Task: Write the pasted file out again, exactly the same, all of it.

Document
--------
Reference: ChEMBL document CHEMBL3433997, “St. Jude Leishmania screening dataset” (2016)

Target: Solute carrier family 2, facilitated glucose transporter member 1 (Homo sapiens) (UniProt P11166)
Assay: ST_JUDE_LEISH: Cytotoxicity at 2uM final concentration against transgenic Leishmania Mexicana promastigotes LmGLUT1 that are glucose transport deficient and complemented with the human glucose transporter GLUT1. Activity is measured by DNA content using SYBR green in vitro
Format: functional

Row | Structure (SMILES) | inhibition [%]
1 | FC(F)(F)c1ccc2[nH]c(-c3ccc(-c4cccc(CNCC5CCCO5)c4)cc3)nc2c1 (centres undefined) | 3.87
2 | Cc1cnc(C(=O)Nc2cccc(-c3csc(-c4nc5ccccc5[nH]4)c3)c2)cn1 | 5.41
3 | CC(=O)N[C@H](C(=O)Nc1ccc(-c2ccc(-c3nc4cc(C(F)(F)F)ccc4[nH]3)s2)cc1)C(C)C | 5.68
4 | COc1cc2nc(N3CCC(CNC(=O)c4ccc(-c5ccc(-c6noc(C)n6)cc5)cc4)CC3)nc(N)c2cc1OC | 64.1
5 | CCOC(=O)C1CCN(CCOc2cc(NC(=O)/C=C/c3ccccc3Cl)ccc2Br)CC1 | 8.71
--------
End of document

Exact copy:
Reference: ChEMBL document CHEMBL3433997, “St. Jude Leishmania screening dataset” (2016)

Target: Solute carrier family 2, facilitated glucose transporter member 1 (Homo sapiens) (UniProt P11166)
Assay: ST_JUDE_LEISH: Cytotoxicity at 2uM final concentration against transgenic Leishmania Mexicana promastigotes LmGLUT1 that are glucose transport deficient and complemented with the human glucose transporter GLUT1. Activity is measured by DNA content using SYBR green in vitro
Format: functional

Row | Structure (SMILES) | inhibition [%]
1 | FC(F)(F)c1ccc2[nH]c(-c3ccc(-c4cccc(CNCC5CCCO5)c4)cc3)nc2c1 (centres undefined) | 3.87
2 | Cc1cnc(C(=O)Nc2cccc(-c3csc(-c4nc5ccccc5[nH]4)c3)c2)cn1 | 5.41
3 | CC(=O)N[C@H](C(=O)Nc1ccc(-c2ccc(-c3nc4cc(C(F)(F)F)ccc4[nH]3)s2)cc1)C(C)C | 5.68
4 | COc1cc2nc(N3CCC(CNC(=O)c4ccc(-c5ccc(-c6noc(C)n6)cc5)cc4)CC3)nc(N)c2cc1OC | 64.1
5 | CCOC(=O)C1CCN(CCOc2cc(NC(=O)/C=C/c3ccccc3Cl)ccc2Br)CC1 | 8.71